How to Prune Phlox

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Garden phlox (Phlox spp.) produces spikes of flowers that bloom during the summer months. Phlox is hardy in U.S. Department of Agriculture plant hardiness zones 2 through 10, depending on the variety. The plant requires some pruning to keep it healthy and to encourage it to develop its best flowering habits.

How to Prune Phlox
(Jeanne Studio/Demand Media)

Your fingers and a small pair of bypass shears can handle all your phlox pruning needs. Disinfecting the shears before you prune helps prevent the spread of insects and diseases among plants. Wipe the shears with a cloth that was soaked in isopropyl alcohol before you begin pruning and again after pruning to remove fungal spores and disease pathogens. Wash your hands before working with phlox or wear clean garden gloves during the work as a further measure to prevent plant disease problems. Phlox is especially prone to fungal problems, which easily spread from plant to plant when good garden hygiene isn't practiced.

Jeanne Studio/Demand Media

Garden phlox (Phlox paniculata), which grows 2 to 4 feet tall and is hardy in USDA zones 4 through 8, benefits from thinning early in the growing season. Trim out all but five or six of the strongest stems when the plant grows to a 6-inch height, removing the stems near the base of the plant with disinfected pruning shears. Thinning allows the remaining stems to grow strong and flower well; it also provides the air circulation needed to minimize powdery mildew problems later in the season. After thinning the plant, grasp the tip of each stem between your thumb and forefinger, and pinch it off right above the topmost growing bud. Pinching the stems results in a bushier plant with fuller flowers.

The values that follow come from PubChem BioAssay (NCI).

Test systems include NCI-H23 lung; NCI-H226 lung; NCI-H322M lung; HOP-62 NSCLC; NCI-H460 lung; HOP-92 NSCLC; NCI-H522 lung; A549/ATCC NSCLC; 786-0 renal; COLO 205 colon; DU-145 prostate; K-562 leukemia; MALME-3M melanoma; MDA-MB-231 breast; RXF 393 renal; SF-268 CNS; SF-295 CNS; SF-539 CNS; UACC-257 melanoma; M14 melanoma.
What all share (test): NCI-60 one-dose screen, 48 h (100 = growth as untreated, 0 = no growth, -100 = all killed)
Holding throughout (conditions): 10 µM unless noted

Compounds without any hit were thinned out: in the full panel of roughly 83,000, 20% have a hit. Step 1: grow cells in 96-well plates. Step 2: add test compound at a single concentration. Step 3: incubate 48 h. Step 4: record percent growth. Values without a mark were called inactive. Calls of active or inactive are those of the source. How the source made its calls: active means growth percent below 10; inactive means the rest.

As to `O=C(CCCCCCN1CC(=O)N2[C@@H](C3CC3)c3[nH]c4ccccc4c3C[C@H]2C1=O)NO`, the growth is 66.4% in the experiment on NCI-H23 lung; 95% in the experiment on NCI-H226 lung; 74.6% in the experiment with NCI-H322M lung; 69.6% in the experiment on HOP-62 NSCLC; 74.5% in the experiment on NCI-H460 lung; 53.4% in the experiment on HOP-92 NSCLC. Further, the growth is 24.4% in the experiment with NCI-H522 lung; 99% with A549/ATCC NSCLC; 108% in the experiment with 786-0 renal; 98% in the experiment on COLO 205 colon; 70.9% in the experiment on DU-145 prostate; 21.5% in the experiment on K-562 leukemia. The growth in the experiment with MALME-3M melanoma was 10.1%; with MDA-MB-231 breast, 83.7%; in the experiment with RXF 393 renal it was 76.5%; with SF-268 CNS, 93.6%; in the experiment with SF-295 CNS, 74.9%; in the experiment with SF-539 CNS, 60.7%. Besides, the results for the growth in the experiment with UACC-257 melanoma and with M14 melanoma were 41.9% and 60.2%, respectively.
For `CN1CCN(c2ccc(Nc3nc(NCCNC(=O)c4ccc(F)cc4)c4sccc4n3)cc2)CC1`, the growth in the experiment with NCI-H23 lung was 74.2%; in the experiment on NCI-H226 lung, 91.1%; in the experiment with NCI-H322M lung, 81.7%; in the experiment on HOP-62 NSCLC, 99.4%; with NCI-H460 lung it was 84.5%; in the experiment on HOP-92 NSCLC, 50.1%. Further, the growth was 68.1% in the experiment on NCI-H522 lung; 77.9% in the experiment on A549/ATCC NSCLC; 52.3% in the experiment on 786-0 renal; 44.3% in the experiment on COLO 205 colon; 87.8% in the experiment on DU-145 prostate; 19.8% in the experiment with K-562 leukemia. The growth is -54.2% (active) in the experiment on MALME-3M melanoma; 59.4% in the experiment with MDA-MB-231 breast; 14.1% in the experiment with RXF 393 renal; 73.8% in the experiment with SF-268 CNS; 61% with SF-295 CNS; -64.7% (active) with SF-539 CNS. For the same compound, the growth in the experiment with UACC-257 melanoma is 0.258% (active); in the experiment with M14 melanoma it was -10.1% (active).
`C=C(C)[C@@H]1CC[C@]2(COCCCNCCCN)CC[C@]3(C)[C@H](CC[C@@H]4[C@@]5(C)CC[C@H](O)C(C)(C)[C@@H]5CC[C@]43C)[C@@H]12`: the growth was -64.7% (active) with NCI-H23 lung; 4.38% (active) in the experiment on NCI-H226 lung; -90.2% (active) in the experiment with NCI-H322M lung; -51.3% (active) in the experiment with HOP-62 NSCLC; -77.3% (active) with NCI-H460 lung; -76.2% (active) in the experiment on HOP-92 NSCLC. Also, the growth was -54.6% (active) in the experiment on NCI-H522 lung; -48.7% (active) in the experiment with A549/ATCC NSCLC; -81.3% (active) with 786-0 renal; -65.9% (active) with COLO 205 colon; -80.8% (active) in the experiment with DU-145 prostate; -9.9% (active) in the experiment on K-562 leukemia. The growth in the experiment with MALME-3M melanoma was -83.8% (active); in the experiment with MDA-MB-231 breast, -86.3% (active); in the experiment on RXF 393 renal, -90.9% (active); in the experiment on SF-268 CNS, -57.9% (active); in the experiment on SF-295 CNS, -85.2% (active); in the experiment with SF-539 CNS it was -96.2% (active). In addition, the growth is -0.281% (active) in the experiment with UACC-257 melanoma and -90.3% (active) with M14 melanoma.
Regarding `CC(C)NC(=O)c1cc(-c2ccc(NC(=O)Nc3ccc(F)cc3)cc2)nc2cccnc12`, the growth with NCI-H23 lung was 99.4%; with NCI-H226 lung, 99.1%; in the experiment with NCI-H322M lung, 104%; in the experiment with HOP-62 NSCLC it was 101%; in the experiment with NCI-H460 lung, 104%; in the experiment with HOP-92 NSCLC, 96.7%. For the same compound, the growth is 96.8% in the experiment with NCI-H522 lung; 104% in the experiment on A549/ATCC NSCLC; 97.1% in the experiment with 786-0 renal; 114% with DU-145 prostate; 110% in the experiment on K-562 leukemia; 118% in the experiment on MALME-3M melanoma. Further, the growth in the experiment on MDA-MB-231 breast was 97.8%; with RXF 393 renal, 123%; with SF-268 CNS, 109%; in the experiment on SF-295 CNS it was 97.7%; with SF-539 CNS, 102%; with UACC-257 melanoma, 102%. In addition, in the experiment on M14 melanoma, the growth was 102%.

Jeanne Studio/Demand Media

Deadheading -- removing old flowers -- prevents seed formation, which encourages some phlox varieties to put forth new growth and new flowers. It also cleans up the plants for an improved appearance and mildew prevention. Trim off garden phlox's dead flower stems at their bases immediately after the plant finishes blooming. Shorter phlox varieties such as creeping phlox (Phlox stolonifera), hardy in USDA zones 4 through 8, and moss phlox (Phlox subulata), hardy in USDA zones 2 through 8, need to be cut back after they finish flowering. Trim back the entire plants by one-third to one-half their height.

Jeanne Studio/Demand Media

Pruning and cleanup after a trim helps prevent the most common phlox ailment, powdery mildew. The mildew creates a powdery white film on the plant's foliage and flowers, blocking sunlight and eventually causing the plant to weaken and die. Trim off badly infected stems and leaves anytime during the growing season to minimize the spread of this disease. Disinfect your pruning shears after every cut to kill the mildew spores, and wash your hands after handling the diseased phlox. Rake up all fallen leaves and pruning clippings immediately so they don't harbor spores near the phlox.

Jeanne Studio/Demand Media

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